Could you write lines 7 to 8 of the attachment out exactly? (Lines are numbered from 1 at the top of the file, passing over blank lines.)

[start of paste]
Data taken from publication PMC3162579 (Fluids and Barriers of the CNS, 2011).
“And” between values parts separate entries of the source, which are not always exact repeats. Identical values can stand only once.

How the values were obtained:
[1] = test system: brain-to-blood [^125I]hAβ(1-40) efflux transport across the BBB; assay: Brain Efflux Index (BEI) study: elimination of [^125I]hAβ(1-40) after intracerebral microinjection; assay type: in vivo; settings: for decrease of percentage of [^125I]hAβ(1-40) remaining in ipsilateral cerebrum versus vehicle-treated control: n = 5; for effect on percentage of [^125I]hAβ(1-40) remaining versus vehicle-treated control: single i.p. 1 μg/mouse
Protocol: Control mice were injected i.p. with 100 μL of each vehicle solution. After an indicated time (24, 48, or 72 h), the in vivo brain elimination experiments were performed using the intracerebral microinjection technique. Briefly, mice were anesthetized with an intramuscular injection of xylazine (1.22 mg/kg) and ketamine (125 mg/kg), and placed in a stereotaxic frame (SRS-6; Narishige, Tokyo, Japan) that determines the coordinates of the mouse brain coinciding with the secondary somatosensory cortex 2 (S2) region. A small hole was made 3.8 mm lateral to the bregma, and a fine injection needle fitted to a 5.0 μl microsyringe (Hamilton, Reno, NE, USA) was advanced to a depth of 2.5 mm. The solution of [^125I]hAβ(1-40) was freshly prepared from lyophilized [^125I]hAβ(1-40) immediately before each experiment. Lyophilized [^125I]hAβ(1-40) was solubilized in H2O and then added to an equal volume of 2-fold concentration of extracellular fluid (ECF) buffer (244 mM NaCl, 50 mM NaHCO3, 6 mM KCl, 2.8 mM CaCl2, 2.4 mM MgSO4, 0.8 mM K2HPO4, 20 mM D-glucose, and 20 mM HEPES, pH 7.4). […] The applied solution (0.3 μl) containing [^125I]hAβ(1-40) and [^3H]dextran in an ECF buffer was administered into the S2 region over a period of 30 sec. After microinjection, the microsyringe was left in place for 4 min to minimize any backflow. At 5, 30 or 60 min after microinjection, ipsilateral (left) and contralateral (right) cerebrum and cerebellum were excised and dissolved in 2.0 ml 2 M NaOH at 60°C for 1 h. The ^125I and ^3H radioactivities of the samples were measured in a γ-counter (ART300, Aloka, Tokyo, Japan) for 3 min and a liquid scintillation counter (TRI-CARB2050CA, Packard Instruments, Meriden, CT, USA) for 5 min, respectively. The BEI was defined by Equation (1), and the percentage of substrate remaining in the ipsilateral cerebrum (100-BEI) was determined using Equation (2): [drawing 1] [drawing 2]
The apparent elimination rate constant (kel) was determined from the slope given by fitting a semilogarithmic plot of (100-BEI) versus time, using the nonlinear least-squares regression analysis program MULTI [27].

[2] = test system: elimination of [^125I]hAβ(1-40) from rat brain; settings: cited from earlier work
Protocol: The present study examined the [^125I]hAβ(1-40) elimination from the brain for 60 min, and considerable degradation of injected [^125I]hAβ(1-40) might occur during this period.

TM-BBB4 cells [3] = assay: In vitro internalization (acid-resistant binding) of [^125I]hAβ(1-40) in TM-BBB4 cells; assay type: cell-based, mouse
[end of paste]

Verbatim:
[2] = test system: elimination of [^125I]hAβ(1-40) from rat brain; settings: cited from earlier work
Protocol: The present study examined the [^125I]hAβ(1-40) elimination from the brain for 60 min, and considerable degradation of injected [^125I]hAβ(1-40) might occur during this period.